In January this year, when the UK was embarking on its third lockdown of the pandemic, 19-year-old Lucy Verity received the devastating news that would change her life.
The lower back pain she had started experiencing the previous April turned out to be a rare bone tumour - Ewing Sarcoma on her right iliac wing (pelvis) - and needed immediate treatment.
The plan was for Lucy to undergo 14 chemotherapy sessions as a inpatient at St James Hospital in Leeds every two weeks, alternating between a 48 hour chemo and a five-day chemo, a six week proton therapy in Manchester, surgery in Birmingham and radiotherapy at Leeds.
This week she began her final five-day chemotherapy.
Speaking from the family’s home in Masham, her mum, Gaynor, says: “Bone cancer is a brutal cancer and needs a very aggressive treatment regime but covid has made the situation for any one suffering from cancer so much worse.
“Lucy has spent numerous periods of time in hospital as an inpatient as after nearly every chemo she got neutropenic sepsis meaning she needed to be admitted to hospital and treated with IV antibiotics for up to seven days at a time.”
Covid also meant that the teenage and young adult cancer ward at St James Hospital in Leeds, where she is being treated, was being used to deal with the complexity of cancer and covid, and wasn’t open to teenagers and young adults.
“For the first few months this meant Lucy spent time as an inpatient in lots of different wards with no visitors and without the opportunity to form bonds with the nursing and support staff - it was a very difficult time,” Gaynor says.
For the last few months teenagers and young adults have been prioritised for a bed back on the teenage cancer ward, with it’s day room with games, snacks, and the chance to meet the occasional other teenager/young adult experiencing the same thing.
“It’s been nice to mix and socialise again,” says Lucy. “It’s good to meet the same people a few times and get to know others who are going through a similar thing.”
Lucy is also supported by a specialist nurse and a youth worker from the Teenage Cancer Trust. “This has been invaluable,” says Gaynor.
“The nurse has been our ‘go to’ person for any questions and for co-ordinating the complexity of Lucy’s treatment and for supporting Lucy.
“The youth worker is there to try to make their day a bit more normal, chatting, playing a game and doing some craft activities.”
It’s this support that led to Lucy’s 21-year-old brother, Oliver, deciding to raise money for the charity by running a mile an hour for 24 hours.
Lucy’s family, which includes mum Gaynor, dad Chris, sister Charlie, 25, and Oliver, set up a Just Giving page and decided to split the funds raised between the Teenage Cancer Trust and the Bone Cancer Research Trust.
In the meantime, Gaynor’s friend Helen held a supper event in support of the charities and from there it escalated.
Friends, family, local businesses and community groups have all donated and held their own events in Lucy’s name to raise money for her chosen causes.
The family have almost reached their £30,000 target but they don’t intend to stop there.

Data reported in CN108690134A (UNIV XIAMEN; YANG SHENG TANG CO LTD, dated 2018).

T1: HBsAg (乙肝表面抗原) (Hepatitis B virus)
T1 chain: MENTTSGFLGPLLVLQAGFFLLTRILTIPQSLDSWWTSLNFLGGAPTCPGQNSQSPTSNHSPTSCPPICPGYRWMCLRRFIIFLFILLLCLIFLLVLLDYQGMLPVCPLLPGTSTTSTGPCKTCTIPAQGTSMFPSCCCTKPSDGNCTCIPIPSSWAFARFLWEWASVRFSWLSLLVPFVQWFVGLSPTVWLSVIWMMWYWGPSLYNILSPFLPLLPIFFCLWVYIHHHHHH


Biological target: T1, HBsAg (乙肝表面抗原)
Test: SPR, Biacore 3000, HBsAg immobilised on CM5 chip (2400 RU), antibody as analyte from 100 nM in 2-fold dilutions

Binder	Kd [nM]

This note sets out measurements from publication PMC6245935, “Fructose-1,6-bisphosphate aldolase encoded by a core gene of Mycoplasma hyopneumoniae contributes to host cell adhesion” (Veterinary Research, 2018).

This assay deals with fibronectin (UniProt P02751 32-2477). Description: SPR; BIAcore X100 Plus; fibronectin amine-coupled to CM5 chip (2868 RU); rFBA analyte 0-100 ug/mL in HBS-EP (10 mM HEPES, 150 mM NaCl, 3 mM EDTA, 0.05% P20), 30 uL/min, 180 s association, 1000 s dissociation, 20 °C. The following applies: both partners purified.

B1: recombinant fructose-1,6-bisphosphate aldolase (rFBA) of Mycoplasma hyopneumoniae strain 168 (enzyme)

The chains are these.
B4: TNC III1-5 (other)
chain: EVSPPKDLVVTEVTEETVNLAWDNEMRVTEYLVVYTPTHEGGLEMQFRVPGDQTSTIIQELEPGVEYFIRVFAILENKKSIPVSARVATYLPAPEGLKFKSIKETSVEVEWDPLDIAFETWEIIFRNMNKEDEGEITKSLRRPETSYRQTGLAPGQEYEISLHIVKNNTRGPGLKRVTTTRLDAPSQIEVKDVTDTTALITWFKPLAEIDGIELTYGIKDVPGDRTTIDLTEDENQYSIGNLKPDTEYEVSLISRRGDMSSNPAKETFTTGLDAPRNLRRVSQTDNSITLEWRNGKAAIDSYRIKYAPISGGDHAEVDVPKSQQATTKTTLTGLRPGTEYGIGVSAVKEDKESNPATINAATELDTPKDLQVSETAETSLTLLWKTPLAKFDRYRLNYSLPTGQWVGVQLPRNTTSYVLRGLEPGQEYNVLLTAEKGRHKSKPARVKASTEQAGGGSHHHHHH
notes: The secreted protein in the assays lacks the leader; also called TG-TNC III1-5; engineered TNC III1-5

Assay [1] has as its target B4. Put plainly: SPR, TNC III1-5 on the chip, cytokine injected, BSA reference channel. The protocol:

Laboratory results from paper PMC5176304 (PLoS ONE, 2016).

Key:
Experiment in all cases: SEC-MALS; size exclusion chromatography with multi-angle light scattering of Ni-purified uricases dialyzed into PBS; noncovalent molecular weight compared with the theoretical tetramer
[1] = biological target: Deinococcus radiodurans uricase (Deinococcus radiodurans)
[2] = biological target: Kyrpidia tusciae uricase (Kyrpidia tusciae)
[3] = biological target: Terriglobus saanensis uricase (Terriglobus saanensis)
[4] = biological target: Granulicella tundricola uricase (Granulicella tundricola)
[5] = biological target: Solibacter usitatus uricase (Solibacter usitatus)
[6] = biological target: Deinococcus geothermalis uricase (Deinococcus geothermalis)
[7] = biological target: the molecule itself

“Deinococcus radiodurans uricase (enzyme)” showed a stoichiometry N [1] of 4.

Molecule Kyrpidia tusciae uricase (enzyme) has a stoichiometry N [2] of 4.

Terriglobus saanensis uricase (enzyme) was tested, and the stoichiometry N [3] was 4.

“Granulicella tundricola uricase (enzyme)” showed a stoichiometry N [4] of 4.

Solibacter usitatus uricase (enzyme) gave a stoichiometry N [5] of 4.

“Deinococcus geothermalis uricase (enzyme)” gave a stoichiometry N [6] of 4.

“Our initial target in April was £5,000 but we’ve just kept increasing it,” Lucy says. “We’ve raised more than we ever expected.”
She adds: “It’s had a really positive impact. I’m not thinking that it’s because of us that people are doing this fundraising but it’s a good feeling to raise that much money for the causes that need it.”
Before her diagnosis, Lucy worked at Big Sheep, Little Cow farm in Bedale. “She loved animals and was lucky to have her own chickens and guinea pigs as well as her beloved greyhound Maggie, which we’d rescued at 18 months old,” Gaynor says.
At Easter, Lucy’s siblings surprised her with the purchase of two pygmy goats at Easter, which she named Leonardo Di Caprigoat and Vincent Van Goat.
Since then, she has expanded her animal empire with the addition of four Indian Runner Ducks, James Pond and the Pond Girls, Barbara, Deborah and Susan.
“I’ve had to read up on how to look after them, particularly the goats because I’ve never had anything like that before,” says Lucy.
She is also a keen rugby and cricket player, going to cheer on her team mates when she is well enough. “Her team mates and the clubs have been an amazing support for which we are so grateful,” says Gaynor.
Friends have also helped out when needed, cleaning the house, dropping by with food and gifts, mowing lawn and other jobs.
Lucy’s dry sense of humour has also helped the family stay positive over the last few months.
At the start of her treatment she pointed out that the family would save a fortune on shampoo. She also joked that the family would be able to holiday in Manchester and Birmingham and that when she was in a inpatient she would get her meals delivered to her without having to do the washing up.
“After taking in all this devastating news we had to drag ourselves up as a family and try to put a positive spin on it,” says Gaynor. “We try to not let the anxieties of tomorrow take away the peace of today - that’s my current mantra.”
To donate to Lucy’s Just Giving page, visit justgiving.com/team/lucyoliviaverity
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